Even when he manages to move the camera around it feels surprisingly clunky. For example the big crane move at 41 minutes in is pretty wobbly given the access the director would have had to equipment and technicians. The camera gets to fly a bit when Mrs. Smith goes to a fairground with a new suitor who happens to be Mr. Smith’s business partner Jeff Custer (Gene Raymond) and they get stuck up a ferris wheel – Hitchcock using a loose, almost handheld, camera to express the distance from the ground. But the quality of the stock shots used here lets it down, it feels a little like an attempt to get some motion into the whole thing and fairly random that they should go to a fair/go on the big wheel/get stuck up there for ages until it starts to rain etc.

The performances are likeable enough – stars of this calibre are never bad but they’re weighed down by dialogue that hampers them from truly flying. Montgomery gives a pretty funny turn as the beleaguered hubbie trying to outsmart the twisty turny female, and he has a funny face filled with blank disbelieving expressions of frustration. I like his drinking buddy/confidante (Chuck – played by Jack Carson) who seems to live at the gentlemen’s club Mr. Smith seeks refuge in – the guy offering the sort of useless male advice that is guaranteed to land Mr. Smith deeper in the hole of unhappiness. Chuck’s advice seems to revolve around the consumption of gin and the taking of many saunas as cure alls when marital strife gets too much. The fact that he appears to be residing permanently in the club suggest he’s none too successful with the ladies, but at least he’s good company.

I didn’t buy the whole new relationship Mrs. Smith embarks on with Jeff. It’s clearly a mismatch and you never believe for a second that this is a viable alternative to her (non) husband. I do like Mr. Smith’s line in reference to Jeff:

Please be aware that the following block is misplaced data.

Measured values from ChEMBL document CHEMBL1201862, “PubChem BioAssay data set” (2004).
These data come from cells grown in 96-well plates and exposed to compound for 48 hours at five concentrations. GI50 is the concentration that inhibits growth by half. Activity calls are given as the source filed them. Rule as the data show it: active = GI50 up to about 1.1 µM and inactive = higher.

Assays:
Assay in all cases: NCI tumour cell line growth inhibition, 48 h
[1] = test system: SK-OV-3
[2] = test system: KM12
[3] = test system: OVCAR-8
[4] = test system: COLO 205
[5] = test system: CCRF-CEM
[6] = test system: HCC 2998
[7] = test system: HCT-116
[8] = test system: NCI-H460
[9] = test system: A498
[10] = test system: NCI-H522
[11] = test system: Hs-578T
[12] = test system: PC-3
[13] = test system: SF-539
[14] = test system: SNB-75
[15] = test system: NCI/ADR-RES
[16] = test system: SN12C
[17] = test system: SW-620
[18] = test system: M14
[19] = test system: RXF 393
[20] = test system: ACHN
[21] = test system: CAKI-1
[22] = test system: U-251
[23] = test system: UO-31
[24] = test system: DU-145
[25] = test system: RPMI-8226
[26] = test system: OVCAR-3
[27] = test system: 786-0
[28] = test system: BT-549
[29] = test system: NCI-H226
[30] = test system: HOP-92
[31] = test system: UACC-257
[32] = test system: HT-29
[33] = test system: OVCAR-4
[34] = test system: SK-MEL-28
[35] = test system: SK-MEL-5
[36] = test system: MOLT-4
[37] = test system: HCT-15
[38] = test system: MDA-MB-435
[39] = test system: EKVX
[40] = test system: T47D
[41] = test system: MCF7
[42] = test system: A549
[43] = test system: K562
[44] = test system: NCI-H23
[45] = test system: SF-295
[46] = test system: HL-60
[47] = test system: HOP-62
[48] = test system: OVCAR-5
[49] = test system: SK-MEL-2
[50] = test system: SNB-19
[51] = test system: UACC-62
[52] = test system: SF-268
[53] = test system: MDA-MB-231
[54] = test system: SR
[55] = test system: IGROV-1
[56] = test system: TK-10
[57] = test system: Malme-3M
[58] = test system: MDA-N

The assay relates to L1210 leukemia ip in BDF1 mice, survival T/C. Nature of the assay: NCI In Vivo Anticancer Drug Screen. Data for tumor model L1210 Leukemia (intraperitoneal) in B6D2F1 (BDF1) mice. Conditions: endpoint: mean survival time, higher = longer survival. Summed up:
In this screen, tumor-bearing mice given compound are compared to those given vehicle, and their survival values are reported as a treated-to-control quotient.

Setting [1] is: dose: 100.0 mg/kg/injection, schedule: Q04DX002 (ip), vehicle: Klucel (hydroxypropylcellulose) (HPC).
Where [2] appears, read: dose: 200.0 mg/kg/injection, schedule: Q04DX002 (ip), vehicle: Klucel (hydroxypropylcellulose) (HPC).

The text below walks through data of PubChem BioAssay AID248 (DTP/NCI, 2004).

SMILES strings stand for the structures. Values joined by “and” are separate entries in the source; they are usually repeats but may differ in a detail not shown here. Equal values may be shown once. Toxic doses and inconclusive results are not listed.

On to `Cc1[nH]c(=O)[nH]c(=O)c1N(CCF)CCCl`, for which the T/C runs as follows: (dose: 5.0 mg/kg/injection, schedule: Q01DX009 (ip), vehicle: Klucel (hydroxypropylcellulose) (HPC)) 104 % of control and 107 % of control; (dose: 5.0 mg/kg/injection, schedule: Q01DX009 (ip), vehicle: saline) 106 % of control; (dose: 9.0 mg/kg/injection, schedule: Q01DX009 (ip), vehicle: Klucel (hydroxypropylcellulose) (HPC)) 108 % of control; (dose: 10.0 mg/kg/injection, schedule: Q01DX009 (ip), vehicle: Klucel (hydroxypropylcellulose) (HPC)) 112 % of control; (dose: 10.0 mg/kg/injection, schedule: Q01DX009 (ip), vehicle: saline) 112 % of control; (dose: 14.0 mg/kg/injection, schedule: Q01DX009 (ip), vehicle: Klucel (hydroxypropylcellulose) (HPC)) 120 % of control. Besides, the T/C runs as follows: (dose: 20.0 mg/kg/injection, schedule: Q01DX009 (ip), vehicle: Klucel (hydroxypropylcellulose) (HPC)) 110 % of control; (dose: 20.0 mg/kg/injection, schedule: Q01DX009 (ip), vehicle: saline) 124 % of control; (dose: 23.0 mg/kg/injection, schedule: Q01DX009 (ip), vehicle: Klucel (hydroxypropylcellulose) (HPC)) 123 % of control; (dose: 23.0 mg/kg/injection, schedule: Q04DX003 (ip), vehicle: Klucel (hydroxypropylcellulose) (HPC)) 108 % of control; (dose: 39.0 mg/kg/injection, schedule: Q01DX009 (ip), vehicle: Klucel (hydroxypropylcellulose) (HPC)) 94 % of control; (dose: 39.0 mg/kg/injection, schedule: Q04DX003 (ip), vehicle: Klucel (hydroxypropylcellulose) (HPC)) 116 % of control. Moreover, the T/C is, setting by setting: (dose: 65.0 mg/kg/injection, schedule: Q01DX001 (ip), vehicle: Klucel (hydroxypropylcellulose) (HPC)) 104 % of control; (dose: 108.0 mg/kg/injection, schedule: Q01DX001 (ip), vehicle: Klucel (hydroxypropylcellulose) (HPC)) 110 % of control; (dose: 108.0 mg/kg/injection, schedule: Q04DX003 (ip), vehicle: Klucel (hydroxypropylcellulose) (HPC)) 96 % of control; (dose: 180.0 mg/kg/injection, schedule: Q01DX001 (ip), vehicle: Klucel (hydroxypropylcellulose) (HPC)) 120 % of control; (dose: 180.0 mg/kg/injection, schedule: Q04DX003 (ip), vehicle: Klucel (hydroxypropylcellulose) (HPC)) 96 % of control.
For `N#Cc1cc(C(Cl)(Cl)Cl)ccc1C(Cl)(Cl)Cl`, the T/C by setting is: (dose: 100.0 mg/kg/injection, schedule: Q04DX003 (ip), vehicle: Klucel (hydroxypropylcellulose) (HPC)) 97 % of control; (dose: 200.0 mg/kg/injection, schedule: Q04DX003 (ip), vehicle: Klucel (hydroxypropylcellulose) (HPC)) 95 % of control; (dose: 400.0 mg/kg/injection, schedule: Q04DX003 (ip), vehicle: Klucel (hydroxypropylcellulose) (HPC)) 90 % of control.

‘I know you’re in love with me – you couldn’t have anything to do with that pile of southern fried chicken’.

Ultimately this kind of movie would work if you think that the original couple may actually not get back together and they drift so far apart you can’t think how it will possibly be resolved. But here it just feels like marking time until an inevitable reconciliation and therefore it just seems to be a succession of vaguely amusing scenes and incidents. Trying to open it up a but more, the new couple go off to a ski resort and Mr. Smith appears frozen and collapsing. There follows a pretty interminable scene where they try to get him indoors, which is too long and not nearly funny enough – I was losing patience with the whole venture by this point.

It goes on and it’s all ok, but it feels like that in another director’s hands it could have been snappier or pacier or funnier or…just better: or maybe it’s just simply not great material to start with. In the hands of a Howard Hawks (see ‘His Girl Friday’ or ‘Bringing Up Baby’), or the peerless Billy Wilder (‘Some Like it Hot’/ ‘The Apartment’) the movie may have sparkled and shone, where with the suspense obsessed cinematic innovator Hitchcock it’s just a bit dull. The final image of the crossed skis as they are reunited offscreen is sweet, evoking a letter sign off kiss, but it’s a small idea in a film that struggles to offer many more of these touches.

It’s an interesting and funny premise turned into a not fantastic script and then directed by rote and as such is nothing more than a mild curiosity in the Hitchcock canon (with some of the usual creaky old rear projection, especially in the ski resort scenes). Plus, it has nowhere near as many guns as the Brad Pitt and Angelina Jolie movie of the same name 64 years later (which is also a bit of a shambles). Lesson to be learnt? Stop making movies called ‘Mr. and Mrs. Smith’.

Miscellaneous notes

*Carole Lombard’s life ended tragically in a plane crash the following year – she was dead at 33.